April 20, 2010. Assignments. Leave a comment.

Topic of the Week 8 Lead Lab

When we got to use The Lead Lab this week I was happy because writing leads is hard. It was nice that you got a refresh on who, what, when, why, how and so what because after so long your forget little things. The lead lab showed me two types of leads, direct or delayed. One is “tell me the news” and the other is “tell me the story”. With direct leads they are either summary or analysis. With delayed leads there are anecdotal, significant detail, round-up and emblem leads. I was really interested in the distinction between tension and conflict. I did not realize before that you should report on tension, not conflict. I want to learn more about the myths of writing leads. I think this is a big problem for me, and I think I have a set way that I believe is the right way to write leads. It was interesting to me to have some of these things pointed out to me. Overall I enjoyed the course and I really think I took in some valuable information.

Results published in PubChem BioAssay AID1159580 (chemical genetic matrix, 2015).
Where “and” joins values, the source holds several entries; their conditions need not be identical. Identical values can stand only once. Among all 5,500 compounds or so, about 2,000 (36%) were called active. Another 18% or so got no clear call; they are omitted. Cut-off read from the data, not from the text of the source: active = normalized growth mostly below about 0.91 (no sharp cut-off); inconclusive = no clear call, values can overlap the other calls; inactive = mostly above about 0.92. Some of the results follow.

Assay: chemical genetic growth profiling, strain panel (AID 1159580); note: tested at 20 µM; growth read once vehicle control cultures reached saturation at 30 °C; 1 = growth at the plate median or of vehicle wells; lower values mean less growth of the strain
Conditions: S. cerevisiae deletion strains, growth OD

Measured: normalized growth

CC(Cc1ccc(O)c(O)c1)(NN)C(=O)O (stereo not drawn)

April 20, 2010. Assignments. Leave a comment.

Chapter 14 Writing E-mail, Memos, and Proposals

  • Keep your messages short, sweet and to the point.
  • Emails can be overwhelming using wikis, text messages, RSS, and applications such as Twitter to reduce the flow.
  • Email is low cost but it is not substitutable for a replacement for personal one on one communication.
  • Email is less formal than a letter but more formal than a telephone call.
  • Business letters are personalized communication that should be well organized, concise, and to the point. They prevent misunderstanding and provide a record of an agreement or a transaction.